Since August of 2021, when three municipalities in Rhode Island – Cranston, Pawtucket, and Woonsocket – began secretly instituting a broad network of expansive surveillance technology, owned and operated by the company Flock Safety, the ACLU of RI has been engaged in efforts to both halt the implementation of this technology and to urge municipalities and state leaders to put in place meaningful restrictions on the future consideration of any surveillance. 

Expansiveness of the Technology

As typically occurs with surveillance technology, the actual capabilities of these cameras have been severely underplayed by police representatives over the past few months. The joint release issued by the police departments of Cranston, Woonsocket, and Pawtucket in August 2021 illustrated this issue, with the release reducing the abilities of the Flock Safety cameras to simply say that they “capture still photographs of license plates and vehicle characteristics as they travel on public roads.” It is true that these cameras record and store both of these aspects, but the realities of the expanded abilities of this technology are far more alarming and troubling:

  • Flock Safety’s website elaborates on what “vehicle characteristics” further entails, noting that its surveillance system allows police to search by “vehicle type, make, color, license plate state, missing/covered plates, and other unique features like bumper stickers, decals, and roof racks.” (emphasis added) Since every police department that is part of the Flock Safety system has access to the data collected by other participating agencies, the opportunity for targeted and widespread surveillance is multiplied.
  • This is not purely a passive system that merely alerts police when a license plate that is photographed matches a vehicle in the NCIC system, for example. Police can input any license plate number or vehicle characteristic into the system and pull out any information about that vehicle’s movements over a lengthy period of time in any community where the cameras are being used.  
  • In addition, the capabilities of this technology go far beyond the exclusive capturing of visual data. Flock Safety’s website advertises the ability to search by “audio evidence” and “contextual evidence,” which includes “screeching tires” and “associated vehicles,” implying that these systems capture audio in addition to video and utilize artificial intelligence to determine which vehicles in a certain area may be linked to one another. Both of these uses, beyond the already invasive capabilities of the video capturing, signify a profound overreach of this technology and invite over-policing and misuse.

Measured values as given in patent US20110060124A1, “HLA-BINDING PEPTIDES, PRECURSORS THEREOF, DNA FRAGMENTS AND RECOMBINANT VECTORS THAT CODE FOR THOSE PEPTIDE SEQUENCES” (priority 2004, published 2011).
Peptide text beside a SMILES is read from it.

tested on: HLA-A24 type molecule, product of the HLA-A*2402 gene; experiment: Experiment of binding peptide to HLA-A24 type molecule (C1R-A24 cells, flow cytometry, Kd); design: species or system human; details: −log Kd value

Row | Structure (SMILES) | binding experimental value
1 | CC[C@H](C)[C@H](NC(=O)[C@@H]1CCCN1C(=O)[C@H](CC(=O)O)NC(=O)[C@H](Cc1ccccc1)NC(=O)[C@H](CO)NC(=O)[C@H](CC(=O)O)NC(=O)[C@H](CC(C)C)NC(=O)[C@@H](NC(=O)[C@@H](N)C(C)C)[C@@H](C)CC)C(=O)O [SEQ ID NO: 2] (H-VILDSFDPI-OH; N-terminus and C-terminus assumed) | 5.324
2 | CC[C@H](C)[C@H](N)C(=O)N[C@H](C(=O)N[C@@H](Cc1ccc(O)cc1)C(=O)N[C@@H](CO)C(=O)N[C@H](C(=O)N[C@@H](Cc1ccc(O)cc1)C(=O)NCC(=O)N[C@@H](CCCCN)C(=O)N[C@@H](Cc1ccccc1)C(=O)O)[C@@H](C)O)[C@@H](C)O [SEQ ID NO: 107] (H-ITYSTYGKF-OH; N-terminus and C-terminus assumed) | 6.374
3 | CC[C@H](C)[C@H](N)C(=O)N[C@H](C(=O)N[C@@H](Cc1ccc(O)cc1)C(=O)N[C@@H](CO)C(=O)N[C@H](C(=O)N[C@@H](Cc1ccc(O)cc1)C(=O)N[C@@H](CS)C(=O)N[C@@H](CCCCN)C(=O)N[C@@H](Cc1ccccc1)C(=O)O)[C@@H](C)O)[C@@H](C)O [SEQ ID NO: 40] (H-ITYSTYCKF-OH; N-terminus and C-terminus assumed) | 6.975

• In the absence of legislation as the scope of this technology expands, the privacy rights of Rhode Islanders will be solely at the mercy of police departments and a private company. Especially since the overturning of Roe v. Wade, where interstate travel and any data gathered therefrom has become an incredibly sensitive issue, the urgency of this lack of data security has never been more clear or salient. 

Racial Discrimination & First Amendment Rights 

Finally, separating the history of surveillance in the United States from racial discrimination is impossible because they are inextricably bound. Communities of color have disproportionately experienced the egregious effects of limitless surveillance, and this is not purely an historical lesson. In the last two years, First Amendment rights and racial discrimination have been entwined with the expanded use of surveillance tools. For example, municipal law departments were found to have used surveillance camera footage to inappropriately monitor activists during the Black Lives Matter protests of summer 2020. In short, the abuse of surveillance technology is not hypothetical. Given the swath of current capabilities that Flock Safety advertises – and the ones which it could add in the future – we are extremely concerned that this technology could facilitate similar police activity in Rhode Island.  

This campaign covers the many strategies that our affiliate has undertaken to halt the use of this technology. We urge all Rhode Islanders to contact their state legislators and municipal officials and similarly ask them to curb expansive surveillance in the Ocean State.